Tuesday, August 23, 2011

sugar in water: Mary Karr

This is excerpted from an interview with Mary Karr in the Winter 2009 issue of The Paris Review:
Do you have any writing rituals, things you have to do in order to write?
I pray. I ask God what to write. I know that sounds insane, but I do. I say: What do you want me to say? I have a sense that God wanted these books written. That doesn’t mean they’re meant to be bestsellers. Nor am I hearing voices. But a lot of times I’ll get stuck and I’ll just say, Help me. A nonbeliever might think of it as talking to my superego, or some better self. But I do have a sense of being guided.
What does it sound like when you get stuck?
Fuck. Shit. Don’t. Fuck. You dumb bitch—who ever told you that you could write? That’s what it sounds like.
When did you start praying?
When I got sober, in 1989—twenty years ago now. Only with prayer could I stop drinking for more than a day or two. Once I made three months clean, but it was a white-knuckled horror show. Call it self-hypnosis, prayer, whatever. To skeptics I say, Just try it. Pray every day for thirty days. See if your life gets better. If it doesn’t, tell me I’m an asshole. People tend to judge a faith’s value based on its dogma, which ignores religion in practice. It’s like believing if you watch enough porn or read enough gynecology books, you’ll know about pussy. For me, being a Catholic is a set of activities. Certain dogma seems nuts to me too. I’m not the Pope’s favorite Catholic.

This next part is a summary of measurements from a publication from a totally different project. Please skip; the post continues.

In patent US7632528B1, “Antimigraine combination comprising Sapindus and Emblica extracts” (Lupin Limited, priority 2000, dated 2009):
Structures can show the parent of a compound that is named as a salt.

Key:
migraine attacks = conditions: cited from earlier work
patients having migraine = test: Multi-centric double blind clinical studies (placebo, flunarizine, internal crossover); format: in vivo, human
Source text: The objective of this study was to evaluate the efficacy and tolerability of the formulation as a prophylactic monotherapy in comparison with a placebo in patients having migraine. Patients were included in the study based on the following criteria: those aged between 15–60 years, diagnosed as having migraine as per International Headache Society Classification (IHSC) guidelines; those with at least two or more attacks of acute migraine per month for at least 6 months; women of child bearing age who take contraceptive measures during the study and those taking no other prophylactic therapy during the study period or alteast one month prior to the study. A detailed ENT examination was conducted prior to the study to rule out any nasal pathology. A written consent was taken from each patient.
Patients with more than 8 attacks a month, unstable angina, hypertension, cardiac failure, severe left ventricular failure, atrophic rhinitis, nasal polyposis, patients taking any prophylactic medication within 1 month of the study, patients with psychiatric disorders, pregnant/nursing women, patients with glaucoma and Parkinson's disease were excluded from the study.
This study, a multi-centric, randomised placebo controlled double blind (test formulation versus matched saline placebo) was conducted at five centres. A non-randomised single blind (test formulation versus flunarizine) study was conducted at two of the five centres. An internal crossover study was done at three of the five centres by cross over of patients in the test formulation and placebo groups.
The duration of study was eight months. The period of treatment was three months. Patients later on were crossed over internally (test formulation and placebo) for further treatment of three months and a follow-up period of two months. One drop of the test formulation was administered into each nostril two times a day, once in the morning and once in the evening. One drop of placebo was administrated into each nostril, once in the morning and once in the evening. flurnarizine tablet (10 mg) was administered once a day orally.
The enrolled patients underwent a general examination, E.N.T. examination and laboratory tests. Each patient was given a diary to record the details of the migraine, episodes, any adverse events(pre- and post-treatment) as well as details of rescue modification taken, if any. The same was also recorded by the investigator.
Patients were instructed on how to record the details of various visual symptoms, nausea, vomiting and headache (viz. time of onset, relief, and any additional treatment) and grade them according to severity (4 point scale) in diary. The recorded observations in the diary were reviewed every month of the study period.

Do you pray before you write, or during?
Both. I try to pray formally morning and night starting with breathing exercises or centering prayer. Then the Lord’s Prayer or the Prayer of St. Francis: “Lord, make me an instrument of your peace...” Sometimes I listen to the daily liturgy on my iPod from Pray-As-You-Go.com, or I go online at Sacred Space—both Jesuit sites. I say thank you a lot. This morning I walked out saying, Thank you for the wind, thank you for the blue sky. Really dumb, puerile stuff. At night I do what Jesuits call an examen of conscience, plus I keep a list of people to pray for.


Ann said...

Dear Miss Whistle,

Learning to craft a life of recovery requires more courage than we think we have. Yet the process or journey, if you will, brings a richness and depth unexpected at the start. I am grateful to Mary Karr and other women who so eloquently share their journey with us.

My friend and colleague, Patricia Lynn Reilly, M.Div. is a woman of great wisdom and compassion who authored the amazing book, A God Who Looks Like Me. Another of her books, Imagine A Woman, is based on her wonderful poem of the same name. Patricia is in recovery herself and brings an empowering spirituality to all she does.

Her work is a gift to all women as each of us eventually must confront our shadow material or live our lives unconsciously.

Please google her if so inclined.

peace and blessings.


Michelle Trusttum said...

This is good; very good. I want to read more about her now. Thank you.